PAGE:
FDA labeling regulations govern the information that must be provided on the labels of various FDA-regulated products, including food, drugs, medical devices, cosmetics, and dietary supplements. Here’s an overview of FDA labeling requirements:

Principal Display Panel (PDP)

The PDP is the part of the label most likely to be displayed to consumers at the point of sale. It typically includes the product name, net quantity of contents, and any necessary product claims or information.

Information Panel

The information panel is where additional required labeling information is located. This may include the ingredient list, nutrition facts, directions for use, warnings, precautions, and contact information for the manufacturer or distributor.

Nutrition Labeling

Most packaged food products must include a Nutrition Facts panel, which provides information about serving size, calories, nutrients, and percent daily values based on a 2,000-calorie diet.

Ingredient Declaration

Food, drug, cosmetic, and dietary supplement labels must include an ingredient list, which lists all ingredients in descending order of predominance by weight.

Allergen Labeling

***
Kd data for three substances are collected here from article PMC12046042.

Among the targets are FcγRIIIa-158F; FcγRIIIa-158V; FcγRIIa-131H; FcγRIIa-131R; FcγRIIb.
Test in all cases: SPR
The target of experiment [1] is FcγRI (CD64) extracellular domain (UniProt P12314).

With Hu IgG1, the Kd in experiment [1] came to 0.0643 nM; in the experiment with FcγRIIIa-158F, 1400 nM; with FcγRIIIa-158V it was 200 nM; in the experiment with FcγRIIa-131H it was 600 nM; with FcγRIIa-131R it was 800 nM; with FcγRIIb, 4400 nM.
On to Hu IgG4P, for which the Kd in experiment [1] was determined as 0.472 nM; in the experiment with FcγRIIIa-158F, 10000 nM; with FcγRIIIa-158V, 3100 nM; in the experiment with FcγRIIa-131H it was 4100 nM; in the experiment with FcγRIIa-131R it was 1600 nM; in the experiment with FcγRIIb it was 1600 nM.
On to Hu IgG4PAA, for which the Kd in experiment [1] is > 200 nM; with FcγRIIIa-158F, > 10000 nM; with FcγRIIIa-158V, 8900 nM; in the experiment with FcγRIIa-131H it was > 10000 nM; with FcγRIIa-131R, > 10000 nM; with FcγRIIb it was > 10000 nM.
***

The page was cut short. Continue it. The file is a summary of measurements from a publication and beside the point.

Food labels must clearly identify any major food allergens, such as peanuts, tree nuts, dairy, eggs, wheat, soy, fish, and shellfish, either in the ingredient list or through a separate allergen statement.

Drug Facts Label

Over-the-counter drug products must include a Drug Facts label, which provides information about active ingredients, uses, warnings, directions, and other important information for consumers.

Cosmetic Labeling

Cosmetics must include the name of the product, net quantity of contents, ingredients, warnings, and directions for safe use.

Medical Device Labeling

Medical devices must include essential labeling information such as the device name, intended use, instructions for use, warnings, and any necessary precautions or contraindications.

Dietary Supplement Labeling

Dietary supplements must include a Supplement Facts panel, which provides information about serving size, nutrients, and percent daily values based on a 2,000-calorie diet.

Special Labeling Requirements

Certain products may have additional labeling requirements, such as country of origin labeling for imported products or special warnings for products with specific health risks.

Compliance with FDA labeling regulations is essential for ensuring that consumers have access to accurate and truthful information about the products they purchase. Failure to comply with labeling requirements may result in regulatory action, including product recalls, warning letters, or enforcement actions by the FDA.

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